budget

Michigan would close a prison to save $19 million in the next fiscal year under a budget agreement struck by lawmakers. The closure is included in a bill approved unanimously Tuesday by a House-Senate conference committee.

Michigan has 30 prisons, but the number of inmates has been declining. A Department of Corrections spokesman says agency leaders do not yet know which facility will be closed during the fiscal year starting in October.

A Muskegon-area prison closed earlier this year.

Snyder, legislative leaders reach deal on next state budget

May 25, 2018

Gov. Rick Snyder's administration and key lawmakers have struck a budget deal that includes using a surplus to boost road spending, school-safety initiatives and savings. The agreement was reached Thursday. Now the leaders of individual legislative subcommittees will iron out details in coming weeks.

State budget spokesman Kurt Weiss says the deal includes an increase of more than $400 million on infrastructure spending, an additional $115 million for the "rainy day" fund and $58 million to help schools improve their security and hire more counselors.

Michigan Gov. Rick Snyder and lawmakers will have hundreds of millions of dollars more to budget than they expected at the turn of the year.

Legislative economists are projecting that tax collections for the current fiscal year are up by between $250 million and $340 million from estimates from January. Revenues are between $144 million and $190 million above the past estimate for the next budget year.

Michigan capitol building
Michigan Senate / www.senate.michigan.gov

The Michigan Senate has approved $56.6 billion budget plan that would provide the biggest increase in base aid for lower-funded school districts in a dozen years while slightly trimming a main fund that covers other state spending, largely due to a projected drop in public assistance caseloads.

The move Thursday sets the stage for further talks more than a week after the House OK'd its own plan. Gov. Rick Snyder and the Republican-led Legislature will work to finalize the next budget in June.

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Michigan's public schools would receive their largest increase in base per-student funding in 17 years under a budget plan endorsed by the state House.

The Republican-controlled House approved the plan Tuesday, including a boost ranging from $120 to $240 per pupil proposed by Gov. Rick Snyder.

Once the Senate passes a proposal and revised revenue estimates are released, a budget agreement will be finalized in June.

Rapid Silver Line bus
ridetherapid.org

Members of the American Public Transportation Association are in Washington this week. That includes the CEO of Grand Rapids’ Interurban Transit Partnership. Peter Varga, CEO of The Rapid is speaking to Congress on behalf of the American Public Transportation Association.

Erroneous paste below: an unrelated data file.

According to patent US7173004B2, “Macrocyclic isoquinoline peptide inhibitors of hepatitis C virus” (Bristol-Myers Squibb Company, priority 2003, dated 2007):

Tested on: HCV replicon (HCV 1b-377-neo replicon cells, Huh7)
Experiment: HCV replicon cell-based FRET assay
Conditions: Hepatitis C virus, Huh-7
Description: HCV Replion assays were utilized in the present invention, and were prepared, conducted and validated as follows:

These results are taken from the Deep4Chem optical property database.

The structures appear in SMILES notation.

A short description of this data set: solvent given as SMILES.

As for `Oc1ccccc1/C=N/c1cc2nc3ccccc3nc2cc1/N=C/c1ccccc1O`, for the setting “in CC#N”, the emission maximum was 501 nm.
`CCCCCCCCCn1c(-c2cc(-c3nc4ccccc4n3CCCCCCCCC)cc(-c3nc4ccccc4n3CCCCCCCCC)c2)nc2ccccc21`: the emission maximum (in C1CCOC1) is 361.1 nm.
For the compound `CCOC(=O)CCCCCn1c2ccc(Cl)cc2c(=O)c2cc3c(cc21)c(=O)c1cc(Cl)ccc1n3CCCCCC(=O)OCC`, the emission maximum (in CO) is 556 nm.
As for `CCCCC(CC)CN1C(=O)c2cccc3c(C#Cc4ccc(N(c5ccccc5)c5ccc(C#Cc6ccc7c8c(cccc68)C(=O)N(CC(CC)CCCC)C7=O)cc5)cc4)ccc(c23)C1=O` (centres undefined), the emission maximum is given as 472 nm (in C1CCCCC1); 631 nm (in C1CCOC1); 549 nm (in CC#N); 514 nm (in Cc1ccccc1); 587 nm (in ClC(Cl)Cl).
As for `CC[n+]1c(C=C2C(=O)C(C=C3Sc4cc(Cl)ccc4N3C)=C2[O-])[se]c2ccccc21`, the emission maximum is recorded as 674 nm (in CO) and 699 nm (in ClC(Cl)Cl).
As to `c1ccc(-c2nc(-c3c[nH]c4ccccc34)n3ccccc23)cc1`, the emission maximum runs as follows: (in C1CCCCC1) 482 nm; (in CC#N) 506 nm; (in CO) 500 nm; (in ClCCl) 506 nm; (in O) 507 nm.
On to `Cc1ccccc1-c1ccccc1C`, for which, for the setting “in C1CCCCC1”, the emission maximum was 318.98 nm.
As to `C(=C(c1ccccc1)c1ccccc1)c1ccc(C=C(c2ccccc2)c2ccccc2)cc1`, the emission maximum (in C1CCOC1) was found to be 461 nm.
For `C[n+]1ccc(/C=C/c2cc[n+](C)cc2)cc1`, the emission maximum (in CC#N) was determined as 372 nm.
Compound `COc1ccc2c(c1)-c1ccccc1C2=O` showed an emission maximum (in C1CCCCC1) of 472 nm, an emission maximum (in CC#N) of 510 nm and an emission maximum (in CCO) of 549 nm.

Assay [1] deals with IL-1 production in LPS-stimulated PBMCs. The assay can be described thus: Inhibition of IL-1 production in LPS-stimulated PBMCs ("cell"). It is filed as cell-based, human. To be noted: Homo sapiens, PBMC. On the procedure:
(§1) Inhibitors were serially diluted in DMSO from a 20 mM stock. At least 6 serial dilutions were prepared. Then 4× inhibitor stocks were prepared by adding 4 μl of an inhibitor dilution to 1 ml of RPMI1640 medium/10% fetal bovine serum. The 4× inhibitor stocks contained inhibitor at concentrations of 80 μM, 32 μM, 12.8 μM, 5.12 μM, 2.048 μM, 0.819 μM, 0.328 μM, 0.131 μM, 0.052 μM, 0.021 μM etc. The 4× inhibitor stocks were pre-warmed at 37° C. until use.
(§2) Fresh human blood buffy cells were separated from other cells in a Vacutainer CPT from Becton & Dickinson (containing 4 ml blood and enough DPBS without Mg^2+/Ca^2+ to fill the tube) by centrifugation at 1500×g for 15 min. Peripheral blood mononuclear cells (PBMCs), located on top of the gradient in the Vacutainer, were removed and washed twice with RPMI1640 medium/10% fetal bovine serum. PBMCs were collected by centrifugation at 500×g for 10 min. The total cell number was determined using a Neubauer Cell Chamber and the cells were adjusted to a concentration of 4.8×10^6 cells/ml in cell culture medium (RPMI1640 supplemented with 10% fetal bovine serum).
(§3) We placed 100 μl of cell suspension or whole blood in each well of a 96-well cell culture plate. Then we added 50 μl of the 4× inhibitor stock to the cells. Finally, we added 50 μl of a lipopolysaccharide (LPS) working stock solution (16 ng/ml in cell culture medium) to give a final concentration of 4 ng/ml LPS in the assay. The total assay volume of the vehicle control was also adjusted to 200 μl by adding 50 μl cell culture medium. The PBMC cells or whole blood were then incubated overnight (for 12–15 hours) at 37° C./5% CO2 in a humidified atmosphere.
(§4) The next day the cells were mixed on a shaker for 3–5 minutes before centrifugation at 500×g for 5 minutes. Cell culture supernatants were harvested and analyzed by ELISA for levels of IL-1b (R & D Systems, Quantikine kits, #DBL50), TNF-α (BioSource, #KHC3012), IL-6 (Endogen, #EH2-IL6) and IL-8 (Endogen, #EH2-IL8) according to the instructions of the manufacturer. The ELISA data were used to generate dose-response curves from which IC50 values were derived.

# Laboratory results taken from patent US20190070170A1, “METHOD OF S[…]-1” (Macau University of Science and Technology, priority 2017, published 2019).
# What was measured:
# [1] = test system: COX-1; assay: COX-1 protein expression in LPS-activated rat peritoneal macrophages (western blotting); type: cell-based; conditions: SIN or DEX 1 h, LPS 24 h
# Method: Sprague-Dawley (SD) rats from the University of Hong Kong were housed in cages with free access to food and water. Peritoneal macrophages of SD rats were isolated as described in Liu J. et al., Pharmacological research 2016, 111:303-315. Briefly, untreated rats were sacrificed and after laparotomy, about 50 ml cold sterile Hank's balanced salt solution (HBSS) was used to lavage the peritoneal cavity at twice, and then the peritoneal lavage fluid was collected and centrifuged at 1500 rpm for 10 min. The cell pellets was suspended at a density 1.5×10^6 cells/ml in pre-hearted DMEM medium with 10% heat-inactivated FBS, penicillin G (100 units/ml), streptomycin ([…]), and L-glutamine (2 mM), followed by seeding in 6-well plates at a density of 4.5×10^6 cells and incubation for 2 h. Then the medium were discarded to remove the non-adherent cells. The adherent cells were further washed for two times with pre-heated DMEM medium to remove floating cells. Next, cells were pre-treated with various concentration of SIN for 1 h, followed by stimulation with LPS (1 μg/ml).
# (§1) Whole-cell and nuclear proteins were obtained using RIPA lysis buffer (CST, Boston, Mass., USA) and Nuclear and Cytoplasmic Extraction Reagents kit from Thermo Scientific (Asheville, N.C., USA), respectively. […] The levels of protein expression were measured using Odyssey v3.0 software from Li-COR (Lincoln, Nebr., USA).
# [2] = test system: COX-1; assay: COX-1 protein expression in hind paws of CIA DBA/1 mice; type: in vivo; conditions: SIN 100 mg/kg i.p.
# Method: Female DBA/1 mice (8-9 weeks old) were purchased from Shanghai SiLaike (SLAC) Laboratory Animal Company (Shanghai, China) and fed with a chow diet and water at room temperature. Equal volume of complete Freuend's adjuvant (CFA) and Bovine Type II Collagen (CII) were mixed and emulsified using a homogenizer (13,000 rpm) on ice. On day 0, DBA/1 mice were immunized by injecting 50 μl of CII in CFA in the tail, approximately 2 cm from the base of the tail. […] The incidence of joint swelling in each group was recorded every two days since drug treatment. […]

APTA says the Trump Administration is proposing deep cuts to public transportation funding to help fund its proposed $200 billion infrastructure initiative. Varga is making the case investing in public transit supports economic growth and creates jobs.

pixabay.com

A bill that would infuse $175 million more into Michigan roads and bridge this year has taken another step forward in the Legislature.

A Senate committee voted 16-0 Wednesday to send the supplemental budget legislation to the full Senate, which is expected to vote Thursday.

Wikimedia Commons

Gov. Rick Snyder is seeking to boost base funding for most of Michigan's public schools by the largest dollar amount in more than 15 years. Snyder on Wednesday will ask lawmakers for a $240 per-pupil increase for school districts that get the minimum grant - a 3.1 percent boost for more than 75 percent of traditional schools and all charters. Higher-funded schools would get $120 more, a 1.4 percent increase.

Snyder also is proposing to shift $325 million in general funds to road repairs, more than double what's called for under law.

wikipedia

Governor Rick Snyder has signed a spending bill that includes more money to prosecute members of his administration for their roles in the Flint water crisis. The $600,000 will go to state Attorney General Bill Schuette’s office.

State Health and Human Services Department Director Nick Lyon and Chief Medical Executive Eden Wells are among those charged. They face manslaughter charges related to a fatal outbreak of Legionnaire’s disease.

Michigan lawmakers have approved a $62.8 million supplemental budget bill that includes spending vetoed by Gov. Rick Snyder months ago.

The bill passed by the House Tuesday would restore about half of the $5 million in proposed general spending nixed by the Republican governor. An education budget bill already on Snyder's desk includes another $1.2 million in spending he previously vetoed. Lawmakers say Snyder is now on board after reconsidering. Added back in is $150,000 to train grocers and others to prepare and clean equipment used to serve draft beer.

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